Comparison of Federal Multi-vendor Contracts

It is difficult to be a successful federal contractor without having a multi-vendor contract. The basic types of multi-vendor contracts are summarized below.

Multi-Vendor Contract Comparison

Features/Type GSA Schedules (MAS Contracts) Government-wide
Acquisition Contracts (GWACs)
Other Multi-vendor Contracts
Requirements are specified at time an order is placed Yes Yes Yes
Approved price lists Yes Yes Yes
Term of contract 5 years plus 3, five-year options Usually 5 years 3 to 5 years
When vendor proposals are accepted At any time Usually a 30-to 60-day window and then contract is no longer open Usually a 30-to 60-day window and then contract is no longer open
Number of vendors Unlimited (currently 10,000 plus)
Note - This makes them attractive to small businesses and, in many cases, is there only option.
10 to 40 Varies across agencies
Open to small businesses Yes Some have small business components Varies
Number of contracts 50 or more across most industries 15 or more for information technology only Varies for commodities like office supplies, military material, & information technology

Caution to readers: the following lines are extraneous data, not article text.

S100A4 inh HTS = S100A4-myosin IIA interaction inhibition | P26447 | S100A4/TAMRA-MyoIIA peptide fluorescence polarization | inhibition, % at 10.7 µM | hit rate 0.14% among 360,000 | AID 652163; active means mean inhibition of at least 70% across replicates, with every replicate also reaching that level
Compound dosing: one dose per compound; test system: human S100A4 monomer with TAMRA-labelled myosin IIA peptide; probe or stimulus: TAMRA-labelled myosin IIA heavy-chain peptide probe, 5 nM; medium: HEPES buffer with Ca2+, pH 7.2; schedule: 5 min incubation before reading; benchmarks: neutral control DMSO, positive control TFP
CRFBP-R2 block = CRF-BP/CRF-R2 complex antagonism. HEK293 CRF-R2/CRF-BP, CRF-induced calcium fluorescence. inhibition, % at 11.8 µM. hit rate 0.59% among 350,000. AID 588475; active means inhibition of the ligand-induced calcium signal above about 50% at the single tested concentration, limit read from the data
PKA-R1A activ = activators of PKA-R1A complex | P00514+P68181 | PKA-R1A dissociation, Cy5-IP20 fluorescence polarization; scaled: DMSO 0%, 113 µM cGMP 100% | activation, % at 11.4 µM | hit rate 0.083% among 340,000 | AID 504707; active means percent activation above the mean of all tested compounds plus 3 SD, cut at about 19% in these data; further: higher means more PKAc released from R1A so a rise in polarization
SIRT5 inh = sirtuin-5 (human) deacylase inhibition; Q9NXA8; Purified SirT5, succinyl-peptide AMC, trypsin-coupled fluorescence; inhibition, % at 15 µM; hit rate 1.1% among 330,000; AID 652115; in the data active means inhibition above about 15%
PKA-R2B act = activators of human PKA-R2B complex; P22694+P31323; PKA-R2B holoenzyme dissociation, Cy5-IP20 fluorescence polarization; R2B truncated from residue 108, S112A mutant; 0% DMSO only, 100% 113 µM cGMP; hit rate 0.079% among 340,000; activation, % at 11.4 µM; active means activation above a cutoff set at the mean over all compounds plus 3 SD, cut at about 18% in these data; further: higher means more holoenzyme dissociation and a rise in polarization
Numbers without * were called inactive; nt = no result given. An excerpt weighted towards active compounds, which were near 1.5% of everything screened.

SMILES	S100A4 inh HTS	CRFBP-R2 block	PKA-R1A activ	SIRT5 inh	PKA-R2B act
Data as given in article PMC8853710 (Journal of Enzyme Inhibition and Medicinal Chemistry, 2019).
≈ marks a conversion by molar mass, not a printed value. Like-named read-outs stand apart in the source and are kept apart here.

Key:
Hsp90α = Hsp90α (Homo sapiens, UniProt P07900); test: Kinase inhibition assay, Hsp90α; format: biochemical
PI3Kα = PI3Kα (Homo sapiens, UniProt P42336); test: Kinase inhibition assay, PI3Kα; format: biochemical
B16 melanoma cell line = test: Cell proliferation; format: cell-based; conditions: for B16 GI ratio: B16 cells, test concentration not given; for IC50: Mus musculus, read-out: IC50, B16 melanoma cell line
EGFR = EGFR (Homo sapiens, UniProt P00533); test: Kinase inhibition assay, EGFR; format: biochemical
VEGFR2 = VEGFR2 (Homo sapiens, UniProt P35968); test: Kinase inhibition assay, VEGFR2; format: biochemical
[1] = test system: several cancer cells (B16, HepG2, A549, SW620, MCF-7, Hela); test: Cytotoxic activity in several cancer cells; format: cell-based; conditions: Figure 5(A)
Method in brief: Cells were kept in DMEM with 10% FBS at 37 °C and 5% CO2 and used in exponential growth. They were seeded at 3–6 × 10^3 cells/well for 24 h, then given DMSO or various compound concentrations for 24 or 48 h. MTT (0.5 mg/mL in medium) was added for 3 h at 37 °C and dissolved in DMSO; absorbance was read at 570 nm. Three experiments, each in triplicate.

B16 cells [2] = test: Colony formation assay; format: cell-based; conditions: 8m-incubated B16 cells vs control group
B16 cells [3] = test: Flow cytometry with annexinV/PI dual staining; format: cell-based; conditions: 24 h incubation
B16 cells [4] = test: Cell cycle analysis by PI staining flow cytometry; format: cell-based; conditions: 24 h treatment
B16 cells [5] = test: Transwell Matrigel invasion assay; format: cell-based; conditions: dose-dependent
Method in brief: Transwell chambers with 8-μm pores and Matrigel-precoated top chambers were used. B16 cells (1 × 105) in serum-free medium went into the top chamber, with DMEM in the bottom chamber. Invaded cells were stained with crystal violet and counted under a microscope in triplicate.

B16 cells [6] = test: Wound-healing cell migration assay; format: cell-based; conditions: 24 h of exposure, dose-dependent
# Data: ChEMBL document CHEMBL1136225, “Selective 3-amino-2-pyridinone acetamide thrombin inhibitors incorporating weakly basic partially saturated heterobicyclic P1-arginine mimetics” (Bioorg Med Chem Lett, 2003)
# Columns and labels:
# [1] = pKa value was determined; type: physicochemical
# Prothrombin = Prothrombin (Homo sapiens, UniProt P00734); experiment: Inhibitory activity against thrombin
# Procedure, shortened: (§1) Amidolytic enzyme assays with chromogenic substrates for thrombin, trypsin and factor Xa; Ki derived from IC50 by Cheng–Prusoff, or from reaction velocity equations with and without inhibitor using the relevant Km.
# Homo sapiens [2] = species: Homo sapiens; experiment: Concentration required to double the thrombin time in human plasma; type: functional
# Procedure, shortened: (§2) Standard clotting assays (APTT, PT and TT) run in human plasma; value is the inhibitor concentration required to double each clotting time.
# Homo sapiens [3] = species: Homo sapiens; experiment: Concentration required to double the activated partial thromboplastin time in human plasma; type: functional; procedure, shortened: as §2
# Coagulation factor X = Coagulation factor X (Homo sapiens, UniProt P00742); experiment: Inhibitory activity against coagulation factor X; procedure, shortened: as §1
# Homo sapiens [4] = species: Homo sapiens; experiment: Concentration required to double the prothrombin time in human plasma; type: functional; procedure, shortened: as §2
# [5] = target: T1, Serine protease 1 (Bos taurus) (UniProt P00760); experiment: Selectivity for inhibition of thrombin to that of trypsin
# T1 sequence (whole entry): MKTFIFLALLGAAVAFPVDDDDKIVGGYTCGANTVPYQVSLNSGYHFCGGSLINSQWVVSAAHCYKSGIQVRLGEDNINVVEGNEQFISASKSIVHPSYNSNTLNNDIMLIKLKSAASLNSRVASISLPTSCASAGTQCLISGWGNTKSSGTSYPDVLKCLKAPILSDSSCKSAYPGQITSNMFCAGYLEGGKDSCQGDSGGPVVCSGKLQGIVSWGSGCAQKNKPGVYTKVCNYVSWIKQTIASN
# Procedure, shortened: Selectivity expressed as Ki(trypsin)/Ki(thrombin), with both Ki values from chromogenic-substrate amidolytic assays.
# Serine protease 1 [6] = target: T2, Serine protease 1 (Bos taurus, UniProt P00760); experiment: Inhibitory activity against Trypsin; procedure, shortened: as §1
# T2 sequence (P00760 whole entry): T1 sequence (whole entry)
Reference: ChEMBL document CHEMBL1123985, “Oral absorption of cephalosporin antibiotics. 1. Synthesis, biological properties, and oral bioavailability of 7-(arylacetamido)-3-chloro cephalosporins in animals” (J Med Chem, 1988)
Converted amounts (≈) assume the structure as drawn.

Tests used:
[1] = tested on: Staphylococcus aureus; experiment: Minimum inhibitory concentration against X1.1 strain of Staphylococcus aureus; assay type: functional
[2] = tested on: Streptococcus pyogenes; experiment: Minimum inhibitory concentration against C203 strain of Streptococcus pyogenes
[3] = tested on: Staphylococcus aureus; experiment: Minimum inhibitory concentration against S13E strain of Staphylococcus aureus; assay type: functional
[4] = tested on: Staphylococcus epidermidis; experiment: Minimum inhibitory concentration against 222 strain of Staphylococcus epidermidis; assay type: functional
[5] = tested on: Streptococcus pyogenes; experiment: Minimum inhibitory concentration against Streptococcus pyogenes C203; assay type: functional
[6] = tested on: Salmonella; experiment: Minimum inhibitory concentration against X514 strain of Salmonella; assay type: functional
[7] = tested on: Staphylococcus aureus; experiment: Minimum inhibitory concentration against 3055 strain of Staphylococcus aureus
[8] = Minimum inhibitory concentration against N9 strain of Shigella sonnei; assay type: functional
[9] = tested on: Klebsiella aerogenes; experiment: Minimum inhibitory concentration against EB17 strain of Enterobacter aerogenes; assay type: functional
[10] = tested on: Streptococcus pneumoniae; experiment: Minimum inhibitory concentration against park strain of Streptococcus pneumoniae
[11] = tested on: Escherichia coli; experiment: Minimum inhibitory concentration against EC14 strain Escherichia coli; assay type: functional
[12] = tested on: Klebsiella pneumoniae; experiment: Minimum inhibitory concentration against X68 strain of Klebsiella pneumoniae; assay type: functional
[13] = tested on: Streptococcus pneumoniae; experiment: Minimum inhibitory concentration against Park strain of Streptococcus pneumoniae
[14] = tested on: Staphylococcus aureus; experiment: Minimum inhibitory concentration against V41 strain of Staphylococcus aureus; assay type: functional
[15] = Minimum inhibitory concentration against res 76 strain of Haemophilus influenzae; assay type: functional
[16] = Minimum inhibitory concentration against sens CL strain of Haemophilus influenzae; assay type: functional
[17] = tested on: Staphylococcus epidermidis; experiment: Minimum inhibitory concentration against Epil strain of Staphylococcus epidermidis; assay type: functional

Who is approved to use them All federal agencies plus over 200 quasi-federal agencies

State and local agencies for the information technology schedule only (unless emergency situation exists)
Any federal agency One or several federal agencies

Multi-vendor contracts allow the federal government to use competitive procedures when purchasing products and services with public funds. The question becomes: "Is there enough competition when buying through multi-vendor contracts?" The answer to this basic question is not simple. It depends on the eye of the beholder and whether you are a Katrina victim needing a trailer quickly, a company holding a multi-vendor contract for trailers, or a company selling trailers looking in from the outside.


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